Far-flung cabins and mountain-top lodges offer adventurous travelers a closer connection to nature and a true feeling of escapism.

Project Varden by Spinn Arkitekter. Images courtesy of Tor Even Mathisen.

The new luxury getaway brings a whole new meaning to “off the grid.” In place of sumptuous accommodations and effortless accessibility, seasoned travelers are covering the toughest trails as they opt for remote and novel destinations all to themselves. Now, with growing attention to sustainability and environmental impact, travelers are increasingly seeking ways to minimize their carbon footprint when exploring uncharted destinations. 78% of US travelers say they want to travel sustainably, according to a 2018 report by Booking.com, and 26% say they want to feel good about choosing an eco-friendly accommodation. The latest luxury destinations offer just that; these prefabricated micro-cabins are consciously assembled in breathtaking, hyper-exclusive locations for a closer connection to nature.

Project Varden by Spinn Arkitekter. Image courtesy of Tor Even Mathisen.

A cozy 15 square meter wooden cabin rests peacefully atop Norway’s Storfjellet mountain. Designed by Spinn Arkitekter, project Varden is designed to withstand severe winters, with a raised entrance to avoid heavy snowfall. “The cabin is off the grid and has no electricity,” James Dodson, senior architect and partner at Spinn Arkitekter tells JWT Intelligence. “It is warmed by a small wood fire stove, and light is provided by candles or lanterns.”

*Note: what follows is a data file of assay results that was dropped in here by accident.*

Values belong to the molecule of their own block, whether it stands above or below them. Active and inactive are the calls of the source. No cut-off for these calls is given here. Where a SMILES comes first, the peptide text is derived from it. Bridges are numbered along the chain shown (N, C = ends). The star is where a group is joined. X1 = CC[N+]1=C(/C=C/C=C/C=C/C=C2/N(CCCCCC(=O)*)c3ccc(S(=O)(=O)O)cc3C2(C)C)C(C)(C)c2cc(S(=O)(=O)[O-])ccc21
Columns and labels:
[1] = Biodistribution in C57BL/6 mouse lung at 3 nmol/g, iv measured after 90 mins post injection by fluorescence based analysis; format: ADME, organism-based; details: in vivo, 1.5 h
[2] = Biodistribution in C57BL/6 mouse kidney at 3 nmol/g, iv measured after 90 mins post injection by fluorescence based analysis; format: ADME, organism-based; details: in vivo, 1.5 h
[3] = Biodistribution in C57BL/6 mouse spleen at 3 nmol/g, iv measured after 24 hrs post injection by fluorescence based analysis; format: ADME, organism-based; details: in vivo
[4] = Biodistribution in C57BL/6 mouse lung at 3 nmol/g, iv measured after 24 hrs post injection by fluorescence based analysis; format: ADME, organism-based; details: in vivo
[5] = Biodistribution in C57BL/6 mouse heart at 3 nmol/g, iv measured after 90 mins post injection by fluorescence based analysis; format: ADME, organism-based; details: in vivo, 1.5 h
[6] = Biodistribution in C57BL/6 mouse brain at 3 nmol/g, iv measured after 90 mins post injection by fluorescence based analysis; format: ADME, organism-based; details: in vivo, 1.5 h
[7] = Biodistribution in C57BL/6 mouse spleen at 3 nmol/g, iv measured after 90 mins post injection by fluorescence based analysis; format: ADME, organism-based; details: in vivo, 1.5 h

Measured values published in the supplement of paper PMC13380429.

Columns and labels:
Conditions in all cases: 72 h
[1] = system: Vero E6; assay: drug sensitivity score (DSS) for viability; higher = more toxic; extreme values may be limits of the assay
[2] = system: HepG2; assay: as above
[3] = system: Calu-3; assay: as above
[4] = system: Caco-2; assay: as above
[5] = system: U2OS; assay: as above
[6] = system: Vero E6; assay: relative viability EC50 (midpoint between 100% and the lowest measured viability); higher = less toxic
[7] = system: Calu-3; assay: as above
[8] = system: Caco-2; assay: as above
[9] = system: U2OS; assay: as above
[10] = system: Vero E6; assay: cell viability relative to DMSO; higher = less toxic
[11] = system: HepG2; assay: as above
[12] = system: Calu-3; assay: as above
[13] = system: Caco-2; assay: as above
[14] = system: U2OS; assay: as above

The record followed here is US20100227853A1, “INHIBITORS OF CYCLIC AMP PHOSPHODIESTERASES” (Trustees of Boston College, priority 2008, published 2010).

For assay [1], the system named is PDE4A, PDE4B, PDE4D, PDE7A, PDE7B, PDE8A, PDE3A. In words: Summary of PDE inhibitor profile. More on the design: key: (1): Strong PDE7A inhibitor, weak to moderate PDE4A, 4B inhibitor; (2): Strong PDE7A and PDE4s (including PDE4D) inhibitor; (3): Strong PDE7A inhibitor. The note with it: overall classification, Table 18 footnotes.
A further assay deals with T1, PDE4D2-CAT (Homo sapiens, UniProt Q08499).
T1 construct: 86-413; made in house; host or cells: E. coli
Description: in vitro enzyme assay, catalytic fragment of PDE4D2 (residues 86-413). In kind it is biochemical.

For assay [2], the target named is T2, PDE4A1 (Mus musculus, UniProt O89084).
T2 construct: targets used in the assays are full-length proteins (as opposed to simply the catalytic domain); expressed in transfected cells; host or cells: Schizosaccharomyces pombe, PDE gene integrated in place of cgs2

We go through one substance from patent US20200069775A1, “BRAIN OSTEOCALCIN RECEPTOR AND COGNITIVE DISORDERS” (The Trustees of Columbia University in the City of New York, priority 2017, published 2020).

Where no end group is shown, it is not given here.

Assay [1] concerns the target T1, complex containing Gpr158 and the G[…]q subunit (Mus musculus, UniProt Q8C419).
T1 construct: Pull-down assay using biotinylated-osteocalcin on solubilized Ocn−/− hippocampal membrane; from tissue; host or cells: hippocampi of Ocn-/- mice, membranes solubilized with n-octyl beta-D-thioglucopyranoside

And mindful travelers can rest assured, because every part of the structure is designed sustainably. “The project is designed as a response to the surrounding arctic landscape in a way that blends in with the mountains and rocks,” Dodson says. “As such we wanted the design and construction to also have a minimal impact on the site and be built with sustainable materials.” A second cabin on the other side of Tyven mountain is currently underway and will be completed later this year.

Project Varden by Spinn Arkitekter. Image courtesy of Tor Even Mathisen.

Meanwhile, tucked away in upstate New York, architecture firm BIG tracked down the perfect secluded spot to build a 180-square-foot A-frame cabin called A45. Completed in May last year, this is the first of many tiny homes designed for Klein, a new project offering the ultimate escape for urbanites wanting to disconnect. “When you go into the woods, you actually want to get into the woods,” Bjarke Ingels, founder of BIG, told Architectural Digest. “A home that’s incredibly compact ensures that nature is what you end up experiencing.”

Last winter, Italian architects Roberto Dini and Stefano Girodo created a pre-fab cabin nestled over 3,000 meters above ground on the peak of the Italian Alps. The Bivouac Luca Pasqualetti shelter aims to open up “forgotten” trails in the region and offer respite for mountaineers. The robust structure uses materials that are ecologically certified and leaves zero impact when dismantled.

Project Varden by Spinn Arkitekter. Image courtesy of Tor Even Mathisen.

As technology continues to shrink our world, travelers are seeking radical ways to disconnect with challenging excursions to untouched and off-grid destinations. A 2018 survey by Intrepid Adventure Travel revealed that 700,000 travelers “are tired of the tourist trail,” and “off the beaten track destinations and responsible tourism resonate the most.” This response is echoed by Ingels: “I think it is a little bit of a paradigm change. Authenticity is somehow the new luxury.”

For more on the future of luxury travel, see trend #72 in The Future 100: 2019.